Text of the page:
The shoulder straps are well padded and also have a mesh within them to reduce perspiration and are also easily adjusted using the conventional strap and buckle system. Attached to the shoulder straps is a chest strap that is adjustable on a six inch (15 cm) strap, but sadly not removable. There are quite a few times that a chest strap is superfluous to use, so I do like the ability to remove them, however the downside to this is that the kit gremlin often seems to eat them (or whatever it is that it does to kit) so that when you need to re-attach them, they have disappeared into the ether. There is also another advantage to keeping this particular chest strap attached, in that the buckle on this one also incorporates an emergency whistle, which is quite loud and useful to have in such a handy point, as you can use it without removing the daysack. The other good news is that it doesn't take much adjusting of the strap on the shoulder to create a small loop to tuck the chest strap away when you don't wish to use it, and as the female part of the buckle is attached straight to the strap, it is not going to be in your way. The waist straps again have the mesh within them to reduce perspiration, and are done up by a chunky and solid feeling buckle and again are adjusted with the conventional loop through system. Both of the hip straps also sport a small pocket that is stitched at the top of the hip belt but held in place by Velcro at the bottom. These aren't very big at all being 4 inches across by 3 inches deep (11 cm by 7cm), and can be done up by zip. One thing that I really did like about the summit daysack is that all of the external zips have an extra cord with a hard plastic loop on them, so it is easy to use these, even when wearing gloves, which is often a small point that is overlooked by manufacturers.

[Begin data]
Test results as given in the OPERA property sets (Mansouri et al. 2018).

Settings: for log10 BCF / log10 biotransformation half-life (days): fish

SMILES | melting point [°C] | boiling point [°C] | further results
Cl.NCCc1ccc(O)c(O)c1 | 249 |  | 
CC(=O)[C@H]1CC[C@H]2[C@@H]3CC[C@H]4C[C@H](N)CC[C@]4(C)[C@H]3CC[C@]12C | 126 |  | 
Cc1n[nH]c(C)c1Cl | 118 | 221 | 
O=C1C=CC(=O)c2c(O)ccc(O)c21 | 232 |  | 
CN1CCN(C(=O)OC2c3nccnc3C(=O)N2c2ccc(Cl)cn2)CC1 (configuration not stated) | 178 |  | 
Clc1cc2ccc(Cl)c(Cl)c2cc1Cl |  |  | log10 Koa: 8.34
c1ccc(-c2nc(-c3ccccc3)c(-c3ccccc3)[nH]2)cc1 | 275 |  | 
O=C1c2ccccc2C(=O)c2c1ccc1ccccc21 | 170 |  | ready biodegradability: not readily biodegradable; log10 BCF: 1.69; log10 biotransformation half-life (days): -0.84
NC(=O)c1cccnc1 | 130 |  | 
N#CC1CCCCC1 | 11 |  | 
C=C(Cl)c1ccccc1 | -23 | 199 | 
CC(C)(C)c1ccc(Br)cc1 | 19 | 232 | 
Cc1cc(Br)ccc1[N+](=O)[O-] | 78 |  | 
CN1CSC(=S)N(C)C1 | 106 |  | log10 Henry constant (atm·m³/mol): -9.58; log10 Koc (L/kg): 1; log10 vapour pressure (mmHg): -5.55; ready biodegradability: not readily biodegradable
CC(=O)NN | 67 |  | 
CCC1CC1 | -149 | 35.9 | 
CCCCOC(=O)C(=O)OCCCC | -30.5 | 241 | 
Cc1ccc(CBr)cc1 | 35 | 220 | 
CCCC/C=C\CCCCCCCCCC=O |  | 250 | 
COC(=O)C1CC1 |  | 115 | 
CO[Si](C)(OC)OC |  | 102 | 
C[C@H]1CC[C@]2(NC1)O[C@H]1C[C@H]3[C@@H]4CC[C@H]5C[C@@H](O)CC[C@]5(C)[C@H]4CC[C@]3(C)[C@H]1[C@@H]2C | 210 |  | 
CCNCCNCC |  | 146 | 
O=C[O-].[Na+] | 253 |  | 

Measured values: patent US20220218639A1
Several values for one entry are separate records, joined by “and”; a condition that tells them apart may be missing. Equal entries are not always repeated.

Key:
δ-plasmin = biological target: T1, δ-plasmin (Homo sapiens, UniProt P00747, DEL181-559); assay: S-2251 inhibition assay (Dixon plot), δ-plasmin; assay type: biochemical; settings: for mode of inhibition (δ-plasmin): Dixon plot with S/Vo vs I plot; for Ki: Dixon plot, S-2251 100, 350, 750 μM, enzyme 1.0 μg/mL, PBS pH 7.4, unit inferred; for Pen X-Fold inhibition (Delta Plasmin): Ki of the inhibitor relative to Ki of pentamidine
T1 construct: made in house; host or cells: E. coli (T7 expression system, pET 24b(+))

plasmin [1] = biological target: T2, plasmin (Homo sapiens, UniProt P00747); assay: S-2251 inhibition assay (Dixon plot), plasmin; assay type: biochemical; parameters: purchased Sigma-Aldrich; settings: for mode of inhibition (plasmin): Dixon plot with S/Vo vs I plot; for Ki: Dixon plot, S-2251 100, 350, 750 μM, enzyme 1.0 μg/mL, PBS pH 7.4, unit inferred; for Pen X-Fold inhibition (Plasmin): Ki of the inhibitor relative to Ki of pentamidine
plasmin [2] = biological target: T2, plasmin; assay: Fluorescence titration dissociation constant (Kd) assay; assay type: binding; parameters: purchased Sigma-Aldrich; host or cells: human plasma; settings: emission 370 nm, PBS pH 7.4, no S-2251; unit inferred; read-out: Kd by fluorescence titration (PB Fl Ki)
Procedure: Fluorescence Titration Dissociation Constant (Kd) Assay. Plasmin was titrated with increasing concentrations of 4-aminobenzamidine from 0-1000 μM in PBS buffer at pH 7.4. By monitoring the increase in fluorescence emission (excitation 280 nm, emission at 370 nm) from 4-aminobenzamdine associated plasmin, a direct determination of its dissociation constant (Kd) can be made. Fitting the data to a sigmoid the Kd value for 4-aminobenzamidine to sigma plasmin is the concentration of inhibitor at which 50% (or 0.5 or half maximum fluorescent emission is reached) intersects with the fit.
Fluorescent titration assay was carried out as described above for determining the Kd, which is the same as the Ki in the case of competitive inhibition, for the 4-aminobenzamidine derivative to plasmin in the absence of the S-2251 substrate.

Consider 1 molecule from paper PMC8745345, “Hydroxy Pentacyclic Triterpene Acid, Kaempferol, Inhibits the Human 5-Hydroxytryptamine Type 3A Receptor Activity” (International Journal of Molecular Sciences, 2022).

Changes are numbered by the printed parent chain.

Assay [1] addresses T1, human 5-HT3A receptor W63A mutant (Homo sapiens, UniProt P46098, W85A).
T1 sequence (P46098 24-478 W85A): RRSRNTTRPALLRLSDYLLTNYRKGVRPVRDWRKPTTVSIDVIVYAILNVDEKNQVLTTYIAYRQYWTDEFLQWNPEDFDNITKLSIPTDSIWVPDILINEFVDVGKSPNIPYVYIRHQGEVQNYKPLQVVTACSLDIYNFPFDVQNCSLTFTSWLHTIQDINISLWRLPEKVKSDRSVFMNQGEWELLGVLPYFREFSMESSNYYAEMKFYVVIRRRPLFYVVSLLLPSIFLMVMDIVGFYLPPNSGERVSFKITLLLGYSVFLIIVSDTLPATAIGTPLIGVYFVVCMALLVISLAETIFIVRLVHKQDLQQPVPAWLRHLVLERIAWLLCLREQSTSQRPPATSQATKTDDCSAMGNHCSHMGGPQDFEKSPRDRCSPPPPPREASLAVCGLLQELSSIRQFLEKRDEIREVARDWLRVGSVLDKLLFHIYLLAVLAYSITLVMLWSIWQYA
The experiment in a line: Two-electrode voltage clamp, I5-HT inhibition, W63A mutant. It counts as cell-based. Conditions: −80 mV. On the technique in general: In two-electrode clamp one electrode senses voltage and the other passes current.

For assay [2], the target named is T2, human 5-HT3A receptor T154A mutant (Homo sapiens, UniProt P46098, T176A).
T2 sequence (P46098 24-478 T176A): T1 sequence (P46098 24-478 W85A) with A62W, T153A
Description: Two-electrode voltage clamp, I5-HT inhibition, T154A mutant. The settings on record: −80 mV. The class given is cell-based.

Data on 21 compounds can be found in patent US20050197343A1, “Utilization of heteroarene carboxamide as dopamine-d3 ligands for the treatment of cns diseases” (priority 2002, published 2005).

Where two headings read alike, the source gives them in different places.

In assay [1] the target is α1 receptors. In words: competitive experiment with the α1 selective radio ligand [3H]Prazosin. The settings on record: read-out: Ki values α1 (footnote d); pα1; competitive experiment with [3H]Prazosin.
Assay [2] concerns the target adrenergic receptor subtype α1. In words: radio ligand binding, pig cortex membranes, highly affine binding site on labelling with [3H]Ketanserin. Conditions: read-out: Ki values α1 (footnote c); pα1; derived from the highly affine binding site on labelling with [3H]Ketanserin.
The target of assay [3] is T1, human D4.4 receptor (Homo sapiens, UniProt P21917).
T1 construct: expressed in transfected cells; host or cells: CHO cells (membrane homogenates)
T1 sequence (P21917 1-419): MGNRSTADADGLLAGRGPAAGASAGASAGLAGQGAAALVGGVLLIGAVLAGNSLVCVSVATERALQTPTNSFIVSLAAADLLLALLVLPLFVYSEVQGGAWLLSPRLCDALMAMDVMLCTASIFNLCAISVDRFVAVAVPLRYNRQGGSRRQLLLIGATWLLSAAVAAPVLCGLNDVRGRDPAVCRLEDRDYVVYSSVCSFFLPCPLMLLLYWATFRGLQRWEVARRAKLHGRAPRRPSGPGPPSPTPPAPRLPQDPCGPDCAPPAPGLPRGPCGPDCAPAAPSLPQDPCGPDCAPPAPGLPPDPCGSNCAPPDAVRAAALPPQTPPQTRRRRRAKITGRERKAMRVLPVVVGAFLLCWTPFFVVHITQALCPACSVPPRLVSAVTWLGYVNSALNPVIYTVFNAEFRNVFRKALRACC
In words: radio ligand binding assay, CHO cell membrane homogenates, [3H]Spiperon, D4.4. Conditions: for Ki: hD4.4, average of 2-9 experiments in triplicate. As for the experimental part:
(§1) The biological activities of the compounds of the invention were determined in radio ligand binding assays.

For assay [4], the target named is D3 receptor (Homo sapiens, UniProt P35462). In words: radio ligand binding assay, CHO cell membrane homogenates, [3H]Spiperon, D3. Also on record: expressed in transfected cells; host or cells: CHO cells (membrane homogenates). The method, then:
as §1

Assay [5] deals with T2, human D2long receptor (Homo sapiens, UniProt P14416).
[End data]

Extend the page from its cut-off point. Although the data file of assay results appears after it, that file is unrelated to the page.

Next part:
Turning the bag over, as previously mentioned, there are attachments for 2 walking poles, attachments and D rings for 2 ice picks, compression straps either side of the bag and also four pockets. There is also a fifth pocket just underneath the bag that is designed for the waterproof cover, however there is some extra space in there if you want to store something else that is small and light. As already mentioned this rain cover is a very bright orange so would be good for using as an emergency signal and is also attached to the bag itself by a Velcro strap so although you can remove it easy enough if you want, you shouldn't (unless very unlucky) lose it from the bag or have to chase it around a mountain top if the wind grabs it when you are trying to put it on. The first external pocket is the one in the lid and is a very good size indeed. The pocket is 7 inches in length by 10 inches in width with a depth of 3.5 inches (18 cm x 25 cm x 8cm). The second pocket is in the centre of the bag and has a zip that runs down the centre of it. This is a fairly generous size pocket that is around 8 inches across by 11 inches long (20 cm by 28 cm). The final two pockets run down the sides of the bag and again are a good size at 7.5 inches by 12.5 inches (9cm x 32cm). The only downside of these two side pockets is that you have to undo the compression straps to access these, and although Highlander have put a buckle on the top strap, they haven't on the bottom one, although to be fair, it is the top strap that would have caused the biggest obstruction to the pocket.